Krauthammer is a weekly columnist for The Post, writing on foreign and domestic policy and politics.

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The Next Step for Egypt’s Opposition

Posted by osurce, 11th February 2011

Mohamed-El_BaradeiMohamed ElBaradei
2/11/2011

ElBaradei lists the problems facing Egypt, including poverty, illiteracy, and being listed as a failed state, while people live in a state of fear and repression where democracy has been denied to its people. Young people have been preparing for this moment through the Internet, which gave them opportunities for expression and assembly that their government did not. The tipping point was the Tunisian revolution, which sent them the message that they, too, could succeed. President Mubarak can no longer hold on to power that is no longer his, ElBaradei says. He outlines the actions needed next to ensure a peaceful and orderly transition of power to a new Egypt based on freedom and social justice.

ElBaradei, as the director general of the International Atomic Energy Agency, won the Nobel Peace Prize in 2005. He is the author of the forthcoming book “The Age of Deception: Nuclear Diplomacy in Treacherous Times.”

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Merlin deal will not fix flawed banks

Posted by osurce, 9th February 2011

Austerity-Plan-Announced-by-British-governmentDaine Coyle
2/8/2011

Bankers are once again doing well in the financial sector but businesses and consumers are not, which is leading to popular anger, especially as the bonus round is about to be paid. Coyle says that Project Merlin, which the British government hopes will smooth relations between the country’s banks, politicians, and the electorate, does not address the fundamental problem that Britain’s banks are uncompetitive. Competition reform, along with replacement of the complex regulations that act as barriers to entry, are now the only ways forward for the banking industry. Coyle says we need a healthy undergrowth of smaller financial institutions to balance the existing monoculture of vulnerable giants, but Project Merlin will not deliver this.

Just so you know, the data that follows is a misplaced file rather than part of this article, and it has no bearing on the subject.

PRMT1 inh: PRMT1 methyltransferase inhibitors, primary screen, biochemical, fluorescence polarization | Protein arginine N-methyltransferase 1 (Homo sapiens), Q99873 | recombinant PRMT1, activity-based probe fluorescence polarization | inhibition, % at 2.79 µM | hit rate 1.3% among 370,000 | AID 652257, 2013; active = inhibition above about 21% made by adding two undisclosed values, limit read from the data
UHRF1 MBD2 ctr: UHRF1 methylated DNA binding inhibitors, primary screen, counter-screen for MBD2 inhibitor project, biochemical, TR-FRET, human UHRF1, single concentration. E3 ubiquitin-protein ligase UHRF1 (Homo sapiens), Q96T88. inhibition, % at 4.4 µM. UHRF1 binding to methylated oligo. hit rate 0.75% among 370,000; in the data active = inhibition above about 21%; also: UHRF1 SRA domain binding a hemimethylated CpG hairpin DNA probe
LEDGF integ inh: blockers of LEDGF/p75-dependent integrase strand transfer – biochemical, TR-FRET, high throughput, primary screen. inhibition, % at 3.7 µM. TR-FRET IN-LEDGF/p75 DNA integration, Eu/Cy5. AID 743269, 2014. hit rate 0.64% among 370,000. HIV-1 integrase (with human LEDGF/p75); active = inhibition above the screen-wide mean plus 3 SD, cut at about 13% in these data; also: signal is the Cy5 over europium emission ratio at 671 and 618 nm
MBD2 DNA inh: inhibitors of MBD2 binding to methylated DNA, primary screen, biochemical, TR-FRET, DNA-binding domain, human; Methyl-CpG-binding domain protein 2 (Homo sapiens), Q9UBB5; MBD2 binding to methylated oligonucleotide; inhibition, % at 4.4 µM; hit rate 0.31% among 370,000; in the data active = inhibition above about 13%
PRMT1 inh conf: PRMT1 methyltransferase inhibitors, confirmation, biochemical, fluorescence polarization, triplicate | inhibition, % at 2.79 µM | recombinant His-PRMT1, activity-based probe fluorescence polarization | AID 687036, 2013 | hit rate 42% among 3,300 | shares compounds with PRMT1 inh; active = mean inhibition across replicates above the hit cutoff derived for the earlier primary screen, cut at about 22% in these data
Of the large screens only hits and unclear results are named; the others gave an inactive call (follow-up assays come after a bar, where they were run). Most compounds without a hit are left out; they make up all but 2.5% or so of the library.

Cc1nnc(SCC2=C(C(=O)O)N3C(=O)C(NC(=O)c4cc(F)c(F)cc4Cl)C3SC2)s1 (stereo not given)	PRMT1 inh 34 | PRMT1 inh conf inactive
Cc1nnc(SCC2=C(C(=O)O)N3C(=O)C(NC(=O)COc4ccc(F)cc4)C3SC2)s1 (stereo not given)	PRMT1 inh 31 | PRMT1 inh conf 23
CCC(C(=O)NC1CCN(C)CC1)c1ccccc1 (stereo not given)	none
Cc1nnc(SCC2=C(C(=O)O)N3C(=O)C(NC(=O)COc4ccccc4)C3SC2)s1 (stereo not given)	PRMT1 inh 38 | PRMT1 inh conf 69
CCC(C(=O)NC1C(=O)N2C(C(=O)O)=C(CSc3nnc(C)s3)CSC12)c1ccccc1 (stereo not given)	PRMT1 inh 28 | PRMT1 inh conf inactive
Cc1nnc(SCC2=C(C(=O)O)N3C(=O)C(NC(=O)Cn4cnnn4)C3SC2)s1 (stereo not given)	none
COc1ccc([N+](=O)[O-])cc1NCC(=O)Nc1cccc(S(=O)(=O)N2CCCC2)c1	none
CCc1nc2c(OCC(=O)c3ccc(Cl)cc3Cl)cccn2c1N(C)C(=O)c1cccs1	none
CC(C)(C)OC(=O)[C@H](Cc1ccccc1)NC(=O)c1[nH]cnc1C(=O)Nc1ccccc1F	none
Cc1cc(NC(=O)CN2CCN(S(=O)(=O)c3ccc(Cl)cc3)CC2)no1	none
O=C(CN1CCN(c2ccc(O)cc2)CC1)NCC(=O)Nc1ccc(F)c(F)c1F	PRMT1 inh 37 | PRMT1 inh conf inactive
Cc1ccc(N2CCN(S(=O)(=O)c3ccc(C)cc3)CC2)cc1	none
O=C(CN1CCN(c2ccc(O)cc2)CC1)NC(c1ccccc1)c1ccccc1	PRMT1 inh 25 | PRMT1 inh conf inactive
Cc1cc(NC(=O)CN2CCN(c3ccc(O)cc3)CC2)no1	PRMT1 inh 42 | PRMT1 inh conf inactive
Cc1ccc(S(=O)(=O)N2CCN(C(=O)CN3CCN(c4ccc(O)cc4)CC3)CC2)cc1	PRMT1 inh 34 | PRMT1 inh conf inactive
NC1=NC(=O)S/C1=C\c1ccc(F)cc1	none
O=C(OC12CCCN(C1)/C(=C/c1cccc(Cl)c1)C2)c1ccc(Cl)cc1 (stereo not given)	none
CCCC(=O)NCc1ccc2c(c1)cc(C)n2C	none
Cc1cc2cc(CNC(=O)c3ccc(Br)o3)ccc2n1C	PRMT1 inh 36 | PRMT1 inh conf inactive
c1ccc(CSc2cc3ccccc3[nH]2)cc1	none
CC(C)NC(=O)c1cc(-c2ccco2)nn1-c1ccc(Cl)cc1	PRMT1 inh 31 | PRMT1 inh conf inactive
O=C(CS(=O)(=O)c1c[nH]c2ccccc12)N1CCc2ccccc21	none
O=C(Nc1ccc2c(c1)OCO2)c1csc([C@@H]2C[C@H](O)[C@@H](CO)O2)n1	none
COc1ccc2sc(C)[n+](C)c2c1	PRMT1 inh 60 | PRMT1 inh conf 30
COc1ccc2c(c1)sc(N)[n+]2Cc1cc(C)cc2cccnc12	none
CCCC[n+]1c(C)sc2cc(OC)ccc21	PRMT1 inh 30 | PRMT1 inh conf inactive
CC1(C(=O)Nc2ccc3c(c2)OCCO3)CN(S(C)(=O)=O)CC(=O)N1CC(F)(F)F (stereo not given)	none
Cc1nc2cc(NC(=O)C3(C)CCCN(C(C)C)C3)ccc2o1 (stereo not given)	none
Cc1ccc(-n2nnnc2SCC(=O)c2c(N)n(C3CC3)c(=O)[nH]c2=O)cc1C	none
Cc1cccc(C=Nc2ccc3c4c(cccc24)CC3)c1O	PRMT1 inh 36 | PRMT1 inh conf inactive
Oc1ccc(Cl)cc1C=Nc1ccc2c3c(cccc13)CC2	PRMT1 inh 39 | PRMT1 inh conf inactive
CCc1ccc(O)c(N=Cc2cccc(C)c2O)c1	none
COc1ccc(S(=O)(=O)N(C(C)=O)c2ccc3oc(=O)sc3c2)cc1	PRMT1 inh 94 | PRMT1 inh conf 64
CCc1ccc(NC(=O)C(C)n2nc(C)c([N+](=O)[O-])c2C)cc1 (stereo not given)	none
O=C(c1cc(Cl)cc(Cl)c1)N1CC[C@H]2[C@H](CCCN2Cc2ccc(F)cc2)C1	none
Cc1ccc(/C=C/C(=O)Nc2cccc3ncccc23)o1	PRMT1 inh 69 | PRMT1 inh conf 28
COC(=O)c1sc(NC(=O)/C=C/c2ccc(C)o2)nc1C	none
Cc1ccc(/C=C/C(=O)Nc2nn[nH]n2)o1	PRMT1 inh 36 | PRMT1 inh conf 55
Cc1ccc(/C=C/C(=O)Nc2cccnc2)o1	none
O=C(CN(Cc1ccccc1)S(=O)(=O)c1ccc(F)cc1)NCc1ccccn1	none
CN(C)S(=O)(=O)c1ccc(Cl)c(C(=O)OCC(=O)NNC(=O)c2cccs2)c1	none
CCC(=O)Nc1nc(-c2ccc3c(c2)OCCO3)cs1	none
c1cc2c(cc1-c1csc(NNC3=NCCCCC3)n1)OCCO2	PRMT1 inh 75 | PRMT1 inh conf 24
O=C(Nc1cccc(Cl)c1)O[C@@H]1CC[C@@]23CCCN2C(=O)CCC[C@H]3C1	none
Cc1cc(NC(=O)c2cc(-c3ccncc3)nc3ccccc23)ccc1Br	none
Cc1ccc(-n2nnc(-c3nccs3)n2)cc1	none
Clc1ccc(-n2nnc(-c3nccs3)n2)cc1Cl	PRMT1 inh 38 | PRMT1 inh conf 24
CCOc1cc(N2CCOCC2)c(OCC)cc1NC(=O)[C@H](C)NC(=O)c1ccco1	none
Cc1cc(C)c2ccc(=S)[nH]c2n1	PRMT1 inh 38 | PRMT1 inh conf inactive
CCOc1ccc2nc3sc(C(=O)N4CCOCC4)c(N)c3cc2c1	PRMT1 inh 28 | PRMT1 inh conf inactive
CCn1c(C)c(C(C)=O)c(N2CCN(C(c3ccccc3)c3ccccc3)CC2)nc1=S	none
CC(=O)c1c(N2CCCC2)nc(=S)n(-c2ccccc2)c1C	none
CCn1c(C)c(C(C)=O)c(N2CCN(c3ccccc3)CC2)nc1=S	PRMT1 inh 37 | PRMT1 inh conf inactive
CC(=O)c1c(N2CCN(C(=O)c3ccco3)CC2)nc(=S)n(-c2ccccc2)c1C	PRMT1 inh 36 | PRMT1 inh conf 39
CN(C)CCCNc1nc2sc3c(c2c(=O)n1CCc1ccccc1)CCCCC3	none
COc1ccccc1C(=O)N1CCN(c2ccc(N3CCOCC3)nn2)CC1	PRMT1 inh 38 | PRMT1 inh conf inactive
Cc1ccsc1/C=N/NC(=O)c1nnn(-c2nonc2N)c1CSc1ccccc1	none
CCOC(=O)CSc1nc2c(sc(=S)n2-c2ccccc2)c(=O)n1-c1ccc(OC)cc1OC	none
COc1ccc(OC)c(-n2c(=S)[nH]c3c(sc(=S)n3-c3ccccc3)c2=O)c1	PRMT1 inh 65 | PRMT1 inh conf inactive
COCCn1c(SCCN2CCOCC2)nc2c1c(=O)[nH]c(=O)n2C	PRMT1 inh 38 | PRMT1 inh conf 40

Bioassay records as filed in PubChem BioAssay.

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Egypt’s revolution to win or lose

Posted by osurce, 9th February 2011

Egyptian RevoltsGeorge Will
2/9/2011

Events in the Middle East have taken the world by surprise. Even Israel’s formidable intelligence services and strong self-interest were unable to predict such a development. As the Egyptians have taken center stage, the protesters’ enduring nationalism must be taken as an encouraging sign: their hope is expressed positively rather than negatively against their national identity. The United States must be careful not to take a paternalistic approach to events in the region so that it does not alienate a new generation of leaders and states.

Will is a twice-weekly columnist for The Post and approximately 400 other newspapers, writing about foreign and domestic politics and policy.

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Up With Egypt

Posted by osurce, 9th February 2011

Egyptian_Army_Soldiers_001Thomas L. Friedman
2/9/2011

The Egyptian army is, for the moment, staying neutral, but Friedman wonders if it will stay loyal to Mubarak or establish the army as the guarantor of a peaceful transition to democracy. In order for the second scenario to unfold, people need to see that the uprising is post-ideological, unlike Iran’s 1979 revolution. In Egypt the protests are about Egypt depriving its people of political rights and being forced to live with a declining standard of living. Rather than asking for Palestine or Allah, Egyptians are asking for the right to their own future.

Friedman is a New York Times columnist.